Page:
Fresh as Funk


The attitude, attire and confidence draped around him were vibrant reminders on what hip-hop once was. Covered in afro-centric colours and beads, a young emcee by the name of, TMG warmly welcomed me, eager to have his story behind the mic heard.

TMG shows a vintage lyrical structure in his music, while still including a state of mind that is fresh and modern amongst today’s society. He has drawn influences from various artists such as: Sade, Tribe Called Quest, Kanye West and Dead Prez.

“These artists showed me how to find a peaceful balance and overall acceptance. Growing up in this area, I could have resented my skin colour because I was a constant outcast due to my blackness. But Dead Prez taught me how to embrace the uniqueness of my skin tone,” says TMG.

TMG loads the microphone with personal hardships, a freedom of self-expression and leadership that presents listeners with more than just originality. There is a serious level of creativity and rebellion to break through what’s ‘trendy’.

He has taken the time to explore his craft by examining hip-hop culture, paying attention to the words, theme and message that previous and current emcees offer listeners. His desire to be stimulated by more than just a beat is what fuels him to continue contributing to the game, whether it’s through a pen, microphone or beat.

He is a strong believer in hip-hop’s impact on its audience and on its ability in making a difference, and freeing listeners who need freedom from their current struggles and hardships.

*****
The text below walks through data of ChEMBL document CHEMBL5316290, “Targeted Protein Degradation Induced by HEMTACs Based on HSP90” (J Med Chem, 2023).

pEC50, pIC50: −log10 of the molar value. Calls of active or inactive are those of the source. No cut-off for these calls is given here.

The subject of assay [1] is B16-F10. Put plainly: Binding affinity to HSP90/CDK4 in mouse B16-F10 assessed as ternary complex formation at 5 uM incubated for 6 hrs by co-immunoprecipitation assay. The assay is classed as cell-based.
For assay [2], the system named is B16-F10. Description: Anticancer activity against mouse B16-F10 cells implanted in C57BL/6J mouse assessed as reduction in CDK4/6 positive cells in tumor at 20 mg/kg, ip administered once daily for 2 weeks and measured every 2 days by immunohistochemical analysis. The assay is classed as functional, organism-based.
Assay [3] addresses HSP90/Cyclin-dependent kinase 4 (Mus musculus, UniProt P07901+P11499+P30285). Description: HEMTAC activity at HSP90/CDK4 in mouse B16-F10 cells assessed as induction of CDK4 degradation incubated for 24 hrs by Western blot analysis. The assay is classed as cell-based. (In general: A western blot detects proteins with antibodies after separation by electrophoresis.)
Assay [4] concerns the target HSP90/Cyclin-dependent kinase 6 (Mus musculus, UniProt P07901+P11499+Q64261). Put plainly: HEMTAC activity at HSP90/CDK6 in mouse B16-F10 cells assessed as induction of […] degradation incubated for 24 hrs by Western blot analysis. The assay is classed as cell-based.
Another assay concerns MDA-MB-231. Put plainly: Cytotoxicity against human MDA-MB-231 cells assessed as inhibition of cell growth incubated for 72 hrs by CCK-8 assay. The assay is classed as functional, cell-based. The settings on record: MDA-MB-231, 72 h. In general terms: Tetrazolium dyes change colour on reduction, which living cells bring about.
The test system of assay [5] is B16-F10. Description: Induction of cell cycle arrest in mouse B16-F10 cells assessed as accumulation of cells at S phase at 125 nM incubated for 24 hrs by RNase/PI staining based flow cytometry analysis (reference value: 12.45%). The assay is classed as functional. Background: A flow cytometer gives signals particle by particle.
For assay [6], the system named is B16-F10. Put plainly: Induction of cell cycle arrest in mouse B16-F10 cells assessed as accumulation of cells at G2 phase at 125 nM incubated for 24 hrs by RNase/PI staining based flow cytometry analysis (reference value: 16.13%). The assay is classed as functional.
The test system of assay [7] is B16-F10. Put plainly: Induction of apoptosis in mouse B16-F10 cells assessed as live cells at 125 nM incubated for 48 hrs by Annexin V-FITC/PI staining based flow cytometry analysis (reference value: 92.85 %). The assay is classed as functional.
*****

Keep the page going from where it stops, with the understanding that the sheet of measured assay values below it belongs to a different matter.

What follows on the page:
“I live around the quote, ‘each one, teach one’. I suffered from depression and guilt for a long time after three of my friends committed suicide, that pretty much set the platform in hip-hop for me, it motivated me to create more than just music but a temporary break for anyone struggling,” says TMG.

TMG describes hip-hop as an outlet of self-expression, an ultimate art form of each genre from Rock ‘n’ Roll, Jazz, Reggae and more but deeper than that he views hip-hop as a culture that embraces life and unity. However, through hip-hop’s most recent transition he believes newer emcees need come into the game equipped with originality, stronger lyricism and visuals attached to their music.

The goal needs to go back to the days where emcees painted a bigger picture for their listeners. He believes this can be obtained by studying the culture behind hip-hop, reading more and digging deeper into individuality. Putting more love and thought-provoking punch lines or bars into hip-hop music is a major element that he would love to either provide or hear from anyone gripping onto the mic.

“The song that best describes me would have to be Nas when he said, ‘Got rhymes 365 days annual, plus some load up the mic and bust one … because life’s a b**** and then you die that’s why we get high cause you never know when you’re gonna’ go,” says TMG.

Most recently TMG was offered an opportunity through Team Backpack to participate in their annual cypher competition/program in the city that never sleeps, New York.

“TMG finish this sentence for me, I fell in love with hip-hop when I heard…”

“Nas-I can!”

For more information on TMG follow him on Instagram: @tmg_yongegarvey




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